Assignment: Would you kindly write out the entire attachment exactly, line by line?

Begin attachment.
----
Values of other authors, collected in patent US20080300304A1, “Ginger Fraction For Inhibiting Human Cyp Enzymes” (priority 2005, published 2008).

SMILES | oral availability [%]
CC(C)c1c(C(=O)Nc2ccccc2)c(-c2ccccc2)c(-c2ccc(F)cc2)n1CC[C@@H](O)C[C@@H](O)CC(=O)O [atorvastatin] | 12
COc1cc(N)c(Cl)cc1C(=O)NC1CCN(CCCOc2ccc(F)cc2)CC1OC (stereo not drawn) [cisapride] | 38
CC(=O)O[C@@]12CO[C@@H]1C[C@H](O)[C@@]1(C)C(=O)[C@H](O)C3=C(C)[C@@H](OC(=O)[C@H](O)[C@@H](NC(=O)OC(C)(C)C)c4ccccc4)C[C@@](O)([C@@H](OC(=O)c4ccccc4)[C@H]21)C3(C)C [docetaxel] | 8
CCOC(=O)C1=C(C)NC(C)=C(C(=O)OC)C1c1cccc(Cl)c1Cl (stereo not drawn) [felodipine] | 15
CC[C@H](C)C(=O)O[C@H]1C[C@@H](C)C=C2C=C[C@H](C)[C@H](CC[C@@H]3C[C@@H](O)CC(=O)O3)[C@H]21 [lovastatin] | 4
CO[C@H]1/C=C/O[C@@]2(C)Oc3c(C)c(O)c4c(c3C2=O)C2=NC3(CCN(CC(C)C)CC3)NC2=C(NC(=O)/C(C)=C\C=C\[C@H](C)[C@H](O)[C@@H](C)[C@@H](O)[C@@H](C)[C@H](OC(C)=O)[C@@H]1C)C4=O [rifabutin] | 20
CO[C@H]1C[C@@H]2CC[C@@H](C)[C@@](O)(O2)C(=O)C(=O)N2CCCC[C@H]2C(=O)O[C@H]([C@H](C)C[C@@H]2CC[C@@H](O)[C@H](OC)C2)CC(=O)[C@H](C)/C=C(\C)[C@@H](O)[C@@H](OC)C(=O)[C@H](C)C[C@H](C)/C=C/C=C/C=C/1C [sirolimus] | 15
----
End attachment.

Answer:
Values of other authors, collected in patent US20080300304A1, “Ginger Fraction For Inhibiting Human Cyp Enzymes” (priority 2005, published 2008).

SMILES | oral availability [%]
CC(C)c1c(C(=O)Nc2ccccc2)c(-c2ccccc2)c(-c2ccc(F)cc2)n1CC[C@@H](O)C[C@@H](O)CC(=O)O [atorvastatin] | 12
COc1cc(N)c(Cl)cc1C(=O)NC1CCN(CCCOc2ccc(F)cc2)CC1OC (stereo not drawn) [cisapride] | 38
CC(=O)O[C@@]12CO[C@@H]1C[C@H](O)[C@@]1(C)C(=O)[C@H](O)C3=C(C)[C@@H](OC(=O)[C@H](O)[C@@H](NC(=O)OC(C)(C)C)c4ccccc4)C[C@@](O)([C@@H](OC(=O)c4ccccc4)[C@H]21)C3(C)C [docetaxel] | 8
CCOC(=O)C1=C(C)NC(C)=C(C(=O)OC)C1c1cccc(Cl)c1Cl (stereo not drawn) [felodipine] | 15
CC[C@H](C)C(=O)O[C@H]1C[C@@H](C)C=C2C=C[C@H](C)[C@H](CC[C@@H]3C[C@@H](O)CC(=O)O3)[C@H]21 [lovastatin] | 4
CO[C@H]1/C=C/O[C@@]2(C)Oc3c(C)c(O)c4c(c3C2=O)C2=NC3(CCN(CC(C)C)CC3)NC2=C(NC(=O)/C(C)=C\C=C\[C@H](C)[C@H](O)[C@@H](C)[C@@H](O)[C@@H](C)[C@H](OC(C)=O)[C@@H]1C)C4=O [rifabutin] | 20
CO[C@H]1C[C@@H]2CC[C@@H](C)[C@@](O)(O2)C(=O)C(=O)N2CCCC[C@H]2C(=O)O[C@H]([C@H](C)C[C@@H]2CC[C@@H](O)[C@H](OC)C2)CC(=O)[C@H](C)/C=C(\C)[C@@H](O)[C@@H](OC)C(=O)[C@H](C)C[C@H](C)/C=C/C=C/C=C/1C [sirolimus] | 15